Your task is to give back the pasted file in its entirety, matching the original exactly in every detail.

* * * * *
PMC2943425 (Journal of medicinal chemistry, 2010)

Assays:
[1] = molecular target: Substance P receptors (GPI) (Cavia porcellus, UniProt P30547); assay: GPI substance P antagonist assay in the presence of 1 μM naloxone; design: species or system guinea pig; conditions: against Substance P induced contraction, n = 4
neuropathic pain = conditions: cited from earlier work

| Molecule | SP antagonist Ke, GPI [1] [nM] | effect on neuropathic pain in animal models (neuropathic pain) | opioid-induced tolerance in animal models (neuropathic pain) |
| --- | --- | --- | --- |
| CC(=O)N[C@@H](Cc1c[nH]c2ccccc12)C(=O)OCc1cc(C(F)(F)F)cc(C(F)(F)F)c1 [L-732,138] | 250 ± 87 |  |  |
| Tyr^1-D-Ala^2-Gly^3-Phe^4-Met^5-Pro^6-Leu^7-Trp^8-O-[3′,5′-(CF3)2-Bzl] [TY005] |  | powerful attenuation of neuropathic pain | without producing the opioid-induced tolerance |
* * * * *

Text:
PMC2943425 (Journal of medicinal chemistry, 2010)

Assays:
[1] = molecular target: Substance P receptors (GPI) (Cavia porcellus, UniProt P30547); assay: GPI substance P antagonist assay in the presence of 1 μM naloxone; design: species or system guinea pig; conditions: against Substance P induced contraction, n = 4
neuropathic pain = conditions: cited from earlier work

| Molecule | SP antagonist Ke, GPI [1] [nM] | effect on neuropathic pain in animal models (neuropathic pain) | opioid-induced tolerance in animal models (neuropathic pain) |
| --- | --- | --- | --- |
| CC(=O)N[C@@H](Cc1c[nH]c2ccccc12)C(=O)OCc1cc(C(F)(F)F)cc(C(F)(F)F)c1 [L-732,138] | 250 ± 87 |  |  |
| Tyr^1-D-Ala^2-Gly^3-Phe^4-Met^5-Pro^6-Leu^7-Trp^8-O-[3′,5′-(CF3)2-Bzl] [TY005] |  | powerful attenuation of neuropathic pain | without producing the opioid-induced tolerance |